For most of us, our hometowns are a special place. It’s where we grew up. Where we formed our first relationships. Where we learned to love horror. But for some of us, our hometowns also had a dark secret. If we were lucky, that secret never came close to interrupting our naïve childhoods. Too bad for the characters of Unlisted Owner that they aren’t so lucky…
…Directed by Jed Brian and written by Brian & Tyler Landers, Unlisted Owner centers around a house in Lawford County, Illinois, where a family has just been murdered. A group of dumbass kids decide it would be a great idea to film themselves breaking into the house and check out the murder scene, where they discover the killer may not have ever left.
Let’s get this out of the way first. Found footage films have finally died the ungraceful death that was a longtime coming. When done right, they can be excellent films that use realism and the advantage of unknown actors to make the terror seem genuine. When done wrong though, found footage films can feel tired and derivative. They’re a great way for newer filmmakers to break into filmmaking, as they are simpler (and cheaper) to make, and don’t require a lot of heightened film expertise like sound design, cinematography, etc. Sadly, Unlisted Owner belongs in the latter category.
In order for a found footage film to work, it has to feel REAL. But in Unlisted Owner’s case, very few things feel natural. Right from the beginning, the editing is a headache. In the very first scene, a young girl records her family moving into a house, following her dad around with the camera. I counted more than three separate times where the girl lowers the camera, turns it off, and turns it back on, all while she and her father are climbing the stairs IN THE SAME SCENE. What this does is allow the audience to feel each and every cut, a part of the film which should never be that noticeable.
Every once in awhile, there is a “damaged video” effect that, while effective in moments, most often becomes a distraction. At one point, while our main character Jed (Jed Brian) is filming outside the murder scene, he and his friends are approached by a kid named Tanner (Tanner Hoke). Tanner recounts the legend of the house in a sleepy sounding Friday the 13th Part 2 type rendition, describing murders that took place there years ago, but right in the middle of the legend, the effect comes into play, interrupting part of the story. This isn’t a dramatic effect to cover up for a twist that never occurs later. It’s just an example of the way in which the editing more often than not gets in the way of the story Brian is trying to tell and remind the audience that they are watching a movie, taking away the “based on a true story” effect which Outside Owner is aiming for.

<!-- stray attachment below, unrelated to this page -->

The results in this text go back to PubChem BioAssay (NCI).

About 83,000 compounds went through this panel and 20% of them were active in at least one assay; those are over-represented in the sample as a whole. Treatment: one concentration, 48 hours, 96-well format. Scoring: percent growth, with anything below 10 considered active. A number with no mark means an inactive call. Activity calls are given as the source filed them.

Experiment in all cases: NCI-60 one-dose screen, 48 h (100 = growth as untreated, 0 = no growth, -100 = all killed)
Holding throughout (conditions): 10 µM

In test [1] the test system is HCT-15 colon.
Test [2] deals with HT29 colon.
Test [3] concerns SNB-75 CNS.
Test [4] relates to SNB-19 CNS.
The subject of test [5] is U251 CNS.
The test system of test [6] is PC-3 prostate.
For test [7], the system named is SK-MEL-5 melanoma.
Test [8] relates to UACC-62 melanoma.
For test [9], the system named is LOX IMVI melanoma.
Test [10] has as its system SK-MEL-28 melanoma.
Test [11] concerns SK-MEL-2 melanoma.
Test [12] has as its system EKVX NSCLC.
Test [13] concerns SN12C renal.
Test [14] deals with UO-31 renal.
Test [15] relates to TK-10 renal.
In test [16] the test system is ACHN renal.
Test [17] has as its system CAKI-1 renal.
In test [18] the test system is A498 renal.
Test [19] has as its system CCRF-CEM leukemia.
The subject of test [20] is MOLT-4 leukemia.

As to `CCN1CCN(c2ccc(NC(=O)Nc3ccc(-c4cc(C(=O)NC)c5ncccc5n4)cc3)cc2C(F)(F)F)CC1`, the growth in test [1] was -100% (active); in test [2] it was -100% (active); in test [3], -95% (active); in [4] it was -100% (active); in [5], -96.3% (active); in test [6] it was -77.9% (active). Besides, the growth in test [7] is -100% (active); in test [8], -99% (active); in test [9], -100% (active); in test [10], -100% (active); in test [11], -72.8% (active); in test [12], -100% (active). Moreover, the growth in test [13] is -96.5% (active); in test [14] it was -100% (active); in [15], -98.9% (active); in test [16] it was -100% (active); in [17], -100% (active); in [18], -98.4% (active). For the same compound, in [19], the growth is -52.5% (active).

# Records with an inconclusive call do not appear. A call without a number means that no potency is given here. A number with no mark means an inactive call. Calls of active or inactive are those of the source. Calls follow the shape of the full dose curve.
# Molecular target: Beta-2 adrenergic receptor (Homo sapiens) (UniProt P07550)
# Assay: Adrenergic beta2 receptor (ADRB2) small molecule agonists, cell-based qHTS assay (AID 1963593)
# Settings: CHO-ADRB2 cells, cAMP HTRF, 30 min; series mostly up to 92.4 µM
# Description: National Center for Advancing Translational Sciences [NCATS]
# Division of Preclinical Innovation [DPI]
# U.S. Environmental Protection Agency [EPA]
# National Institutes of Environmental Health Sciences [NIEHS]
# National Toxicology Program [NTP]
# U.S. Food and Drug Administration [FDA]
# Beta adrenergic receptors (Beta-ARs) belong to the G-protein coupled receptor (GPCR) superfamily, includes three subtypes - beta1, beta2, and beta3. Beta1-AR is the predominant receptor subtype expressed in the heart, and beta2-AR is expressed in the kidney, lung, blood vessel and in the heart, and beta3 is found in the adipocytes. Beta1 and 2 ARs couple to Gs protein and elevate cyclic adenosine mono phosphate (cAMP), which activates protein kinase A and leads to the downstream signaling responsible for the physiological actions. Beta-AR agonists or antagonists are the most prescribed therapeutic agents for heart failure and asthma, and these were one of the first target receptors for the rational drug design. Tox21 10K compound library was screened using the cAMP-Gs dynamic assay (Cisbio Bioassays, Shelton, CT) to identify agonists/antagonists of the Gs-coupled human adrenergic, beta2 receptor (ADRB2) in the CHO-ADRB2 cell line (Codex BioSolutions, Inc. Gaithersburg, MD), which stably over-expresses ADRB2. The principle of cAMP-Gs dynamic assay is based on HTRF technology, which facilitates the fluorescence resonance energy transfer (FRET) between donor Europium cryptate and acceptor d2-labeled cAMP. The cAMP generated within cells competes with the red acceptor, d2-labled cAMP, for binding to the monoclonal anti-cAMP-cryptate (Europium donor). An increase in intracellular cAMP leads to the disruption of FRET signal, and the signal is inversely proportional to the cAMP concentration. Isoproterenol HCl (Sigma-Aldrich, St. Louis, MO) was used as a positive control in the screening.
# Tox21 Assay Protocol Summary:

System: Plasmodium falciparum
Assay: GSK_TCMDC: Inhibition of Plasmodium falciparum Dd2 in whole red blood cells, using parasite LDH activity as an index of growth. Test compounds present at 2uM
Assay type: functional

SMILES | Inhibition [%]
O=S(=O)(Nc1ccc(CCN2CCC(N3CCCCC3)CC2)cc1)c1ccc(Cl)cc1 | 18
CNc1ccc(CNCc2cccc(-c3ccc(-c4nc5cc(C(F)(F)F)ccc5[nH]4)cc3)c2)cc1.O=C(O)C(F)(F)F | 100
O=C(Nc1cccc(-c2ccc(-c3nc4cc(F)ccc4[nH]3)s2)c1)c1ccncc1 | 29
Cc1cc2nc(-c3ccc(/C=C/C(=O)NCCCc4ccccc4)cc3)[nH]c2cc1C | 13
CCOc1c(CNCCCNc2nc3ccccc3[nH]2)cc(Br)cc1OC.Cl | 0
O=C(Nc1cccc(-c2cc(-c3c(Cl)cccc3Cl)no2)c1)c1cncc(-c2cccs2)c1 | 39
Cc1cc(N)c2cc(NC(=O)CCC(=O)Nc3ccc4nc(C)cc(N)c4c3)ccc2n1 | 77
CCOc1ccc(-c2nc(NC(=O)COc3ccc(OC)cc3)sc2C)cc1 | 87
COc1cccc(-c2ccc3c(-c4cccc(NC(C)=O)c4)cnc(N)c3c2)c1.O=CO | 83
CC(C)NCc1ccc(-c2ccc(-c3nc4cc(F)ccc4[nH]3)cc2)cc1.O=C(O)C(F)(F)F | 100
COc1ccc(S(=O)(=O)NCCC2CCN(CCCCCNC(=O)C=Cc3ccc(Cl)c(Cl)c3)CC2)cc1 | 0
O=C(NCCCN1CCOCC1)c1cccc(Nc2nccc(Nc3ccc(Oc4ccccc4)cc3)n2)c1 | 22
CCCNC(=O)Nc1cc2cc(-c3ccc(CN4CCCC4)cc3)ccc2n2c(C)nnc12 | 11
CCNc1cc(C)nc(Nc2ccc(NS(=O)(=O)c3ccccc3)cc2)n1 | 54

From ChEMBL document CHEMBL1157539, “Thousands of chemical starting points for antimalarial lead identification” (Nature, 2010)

As for the characters, well, lets just say Unlisted Owner follows the method of delivering characters you hate so much that you can’t wait to see them get picked off in the most deserving of methods. Gavin (Gavin Groves) is an obnoxious idiot constantly getting the group in trouble. Tyler (Tyler Landers) is an asshole who does nothing but insult everyone. The others, including Jed’s girlfriend, Andrea (Andrea Potts) are all pretty forgettable, one dimensional people added in for a higher body count. Jed may be the only likeable one, but spends most of his time filming rather than appearing on screen. Call me crazy, but its hard to like a group of people who rush to a murder scene where dead bodies are still being pulled out because they think its “cool”. I’ll say this, the actors all seem to be having fun at least, so despite the fact that the group spends the majority of the film arguing and making fun of each other, they’re interactions are spirited. Perhaps the intention is for us to want, badly, for each of these characters to meet an unspeakably awful death, another area which Unlisted Owner never fully satisfies.